The Institute of Medicine has issued eight recommended standards to develop trustworthy clinical practice guidelines and 21 recommended standards for systematic review of the comparative effectiveness of medical or surgical interventions. The IOM also said it encourages HHS' Agency for Healthcare Research and Quality to pilot-test the standards and assess their reliability and validity.
“If guideline users had a mechanism to immediately identify high quality, trustworthy clinical practice guidelines, their health-related decisionmaking would be improved—potentially improving both healthcare quality and health outcomes,” the IOM wrote in a description of its report Clinical Practice Guidelines We Can Trust
, which outlines eight standards that address issues including transparency, conflict of interest and external reviews.
Meanwhile, the second report—Finding What Works in Health Care: Standards for Systematic Reviews
—focuses on the reviews that healthcare decisionmakers use for evidence-based comparisons of health interventions. In its description of the study, the IOM said systematic reviews identify, select, assess and synthesize the findings of similar but separate studies. “But the quality of systematic reviews varies; often the scientific rigor of the collected literature is not scrutinized or there are errors in data extraction and meta-analysis," the IOM wrote.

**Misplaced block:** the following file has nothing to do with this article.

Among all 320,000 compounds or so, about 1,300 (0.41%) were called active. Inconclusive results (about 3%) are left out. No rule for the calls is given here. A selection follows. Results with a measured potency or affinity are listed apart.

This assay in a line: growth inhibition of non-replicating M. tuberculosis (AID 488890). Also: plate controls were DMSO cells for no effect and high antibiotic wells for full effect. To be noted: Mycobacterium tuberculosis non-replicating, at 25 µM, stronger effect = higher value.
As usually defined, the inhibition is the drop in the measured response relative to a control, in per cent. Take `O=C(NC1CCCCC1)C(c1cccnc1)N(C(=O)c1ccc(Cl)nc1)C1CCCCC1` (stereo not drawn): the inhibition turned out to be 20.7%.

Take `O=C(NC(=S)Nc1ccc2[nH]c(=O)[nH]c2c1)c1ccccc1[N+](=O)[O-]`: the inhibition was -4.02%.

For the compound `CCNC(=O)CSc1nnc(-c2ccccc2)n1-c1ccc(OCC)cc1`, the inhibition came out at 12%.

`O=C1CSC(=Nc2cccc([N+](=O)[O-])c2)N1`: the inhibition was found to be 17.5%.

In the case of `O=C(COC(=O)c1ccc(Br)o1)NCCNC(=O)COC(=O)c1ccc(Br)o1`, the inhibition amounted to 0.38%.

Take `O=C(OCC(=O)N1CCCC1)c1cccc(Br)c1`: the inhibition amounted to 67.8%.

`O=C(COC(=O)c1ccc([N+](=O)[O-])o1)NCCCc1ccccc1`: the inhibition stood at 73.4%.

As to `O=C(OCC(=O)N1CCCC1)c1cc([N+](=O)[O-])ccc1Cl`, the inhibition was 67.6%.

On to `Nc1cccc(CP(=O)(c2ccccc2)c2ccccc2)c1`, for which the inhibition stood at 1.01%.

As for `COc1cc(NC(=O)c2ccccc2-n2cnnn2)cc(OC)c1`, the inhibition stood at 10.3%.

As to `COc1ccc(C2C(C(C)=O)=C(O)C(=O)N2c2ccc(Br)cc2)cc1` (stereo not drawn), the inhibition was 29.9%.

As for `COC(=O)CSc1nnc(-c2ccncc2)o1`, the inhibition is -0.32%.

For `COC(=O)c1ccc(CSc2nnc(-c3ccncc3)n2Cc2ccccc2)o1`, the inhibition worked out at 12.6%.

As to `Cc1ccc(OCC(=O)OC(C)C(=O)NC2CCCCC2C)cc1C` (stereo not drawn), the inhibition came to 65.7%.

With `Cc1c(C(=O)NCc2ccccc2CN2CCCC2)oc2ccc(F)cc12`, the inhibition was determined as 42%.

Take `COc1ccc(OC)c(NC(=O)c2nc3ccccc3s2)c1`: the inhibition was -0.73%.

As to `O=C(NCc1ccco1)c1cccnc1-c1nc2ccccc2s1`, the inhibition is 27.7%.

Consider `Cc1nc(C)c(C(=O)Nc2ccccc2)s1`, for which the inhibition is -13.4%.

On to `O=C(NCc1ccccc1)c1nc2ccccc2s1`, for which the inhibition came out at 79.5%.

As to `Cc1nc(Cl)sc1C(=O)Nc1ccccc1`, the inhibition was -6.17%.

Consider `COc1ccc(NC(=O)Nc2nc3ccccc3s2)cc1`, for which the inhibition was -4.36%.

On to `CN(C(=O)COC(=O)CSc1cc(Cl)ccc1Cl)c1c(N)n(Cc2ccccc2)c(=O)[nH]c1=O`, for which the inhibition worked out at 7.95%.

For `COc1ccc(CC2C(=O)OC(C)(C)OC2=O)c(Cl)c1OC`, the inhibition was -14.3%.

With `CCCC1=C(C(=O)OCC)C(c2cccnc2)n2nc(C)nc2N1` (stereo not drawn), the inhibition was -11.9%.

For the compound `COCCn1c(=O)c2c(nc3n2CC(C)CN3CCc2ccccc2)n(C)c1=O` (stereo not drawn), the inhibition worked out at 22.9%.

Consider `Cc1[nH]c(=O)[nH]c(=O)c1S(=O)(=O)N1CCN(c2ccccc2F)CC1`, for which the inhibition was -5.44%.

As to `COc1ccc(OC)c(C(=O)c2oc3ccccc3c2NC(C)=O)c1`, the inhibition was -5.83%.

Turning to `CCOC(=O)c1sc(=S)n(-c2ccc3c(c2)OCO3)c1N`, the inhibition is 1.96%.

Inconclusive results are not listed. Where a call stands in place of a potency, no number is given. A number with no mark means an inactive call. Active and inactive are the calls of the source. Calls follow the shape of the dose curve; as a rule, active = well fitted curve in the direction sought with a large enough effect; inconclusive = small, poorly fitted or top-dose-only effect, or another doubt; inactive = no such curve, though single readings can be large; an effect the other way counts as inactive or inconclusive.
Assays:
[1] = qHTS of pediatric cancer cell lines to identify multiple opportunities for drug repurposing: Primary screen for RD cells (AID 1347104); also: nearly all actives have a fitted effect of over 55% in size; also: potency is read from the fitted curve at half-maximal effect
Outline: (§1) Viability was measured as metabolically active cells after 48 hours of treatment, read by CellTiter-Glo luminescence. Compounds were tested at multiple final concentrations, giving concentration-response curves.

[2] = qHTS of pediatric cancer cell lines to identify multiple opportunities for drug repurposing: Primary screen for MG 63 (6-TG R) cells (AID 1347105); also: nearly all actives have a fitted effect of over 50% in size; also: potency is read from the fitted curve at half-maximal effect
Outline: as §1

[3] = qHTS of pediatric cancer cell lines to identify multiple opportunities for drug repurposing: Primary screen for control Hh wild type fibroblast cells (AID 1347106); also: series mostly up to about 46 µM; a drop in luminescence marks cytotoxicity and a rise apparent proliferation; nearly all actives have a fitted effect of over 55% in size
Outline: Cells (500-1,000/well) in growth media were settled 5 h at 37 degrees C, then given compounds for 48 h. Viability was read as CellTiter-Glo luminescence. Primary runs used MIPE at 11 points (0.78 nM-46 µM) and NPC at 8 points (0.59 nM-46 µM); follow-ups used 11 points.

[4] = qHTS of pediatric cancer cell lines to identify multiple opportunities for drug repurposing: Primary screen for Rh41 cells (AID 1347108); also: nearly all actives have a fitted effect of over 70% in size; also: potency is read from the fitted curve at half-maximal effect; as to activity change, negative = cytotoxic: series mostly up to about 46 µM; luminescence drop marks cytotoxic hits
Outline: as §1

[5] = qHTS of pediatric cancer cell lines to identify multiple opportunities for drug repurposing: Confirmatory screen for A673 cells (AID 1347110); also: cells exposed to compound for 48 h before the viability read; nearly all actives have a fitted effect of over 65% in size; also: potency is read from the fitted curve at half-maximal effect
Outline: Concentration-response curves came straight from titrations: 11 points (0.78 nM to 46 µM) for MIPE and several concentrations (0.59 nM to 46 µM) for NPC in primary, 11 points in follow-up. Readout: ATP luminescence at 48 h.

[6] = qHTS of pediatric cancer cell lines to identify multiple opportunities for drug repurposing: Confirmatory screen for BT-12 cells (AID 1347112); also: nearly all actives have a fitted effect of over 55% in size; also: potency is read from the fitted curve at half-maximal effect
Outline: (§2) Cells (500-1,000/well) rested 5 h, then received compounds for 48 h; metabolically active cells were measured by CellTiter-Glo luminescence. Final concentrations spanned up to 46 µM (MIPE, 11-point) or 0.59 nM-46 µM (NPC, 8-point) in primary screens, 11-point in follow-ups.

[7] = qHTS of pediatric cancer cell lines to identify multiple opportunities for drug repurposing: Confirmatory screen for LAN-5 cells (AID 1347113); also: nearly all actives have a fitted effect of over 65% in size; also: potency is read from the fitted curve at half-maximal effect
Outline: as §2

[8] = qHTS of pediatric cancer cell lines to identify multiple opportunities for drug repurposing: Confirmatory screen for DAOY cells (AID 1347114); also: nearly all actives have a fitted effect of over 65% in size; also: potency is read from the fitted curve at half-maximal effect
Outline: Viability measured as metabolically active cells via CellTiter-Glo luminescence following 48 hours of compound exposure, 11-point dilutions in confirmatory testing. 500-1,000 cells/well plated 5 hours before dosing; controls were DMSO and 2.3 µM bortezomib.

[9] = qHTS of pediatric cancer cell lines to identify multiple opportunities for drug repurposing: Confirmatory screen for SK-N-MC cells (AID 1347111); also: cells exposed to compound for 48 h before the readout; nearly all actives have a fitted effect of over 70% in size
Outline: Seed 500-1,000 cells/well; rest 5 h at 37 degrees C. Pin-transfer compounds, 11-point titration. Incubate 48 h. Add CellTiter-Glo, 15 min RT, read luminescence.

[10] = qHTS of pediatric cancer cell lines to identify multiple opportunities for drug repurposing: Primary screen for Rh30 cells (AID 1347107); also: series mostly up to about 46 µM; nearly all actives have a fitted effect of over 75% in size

Included in the 21 guidelines are recommendations to first establish a team with appropriate expertise and experience to conduct the review; manage bias and conflict of interest; ensure user and stakeholder input as the review is designed and conducted; use a third party to manage the peer-review process; and publish the final report in a way that ensures free public access.
“This report presents the ‘gold standard' to which those who conduct systematic reviews should aspire to achieve the most reliable and useful products,” Dr. Alfred Berg, professor of family medicine at the University of Washington School of Medicine in Seattle, and chair of the committee that wrote the report, said in a news release. “We recognize that it will take an investment of resources and time to achieve such high standards, but they should be adopted to minimize the chances that important health decisions are based on information that may be biased or erroneous.”
Congress requested both studies through the Medicare Improvements for Patients and Providers Act of 2008, according to the IOM.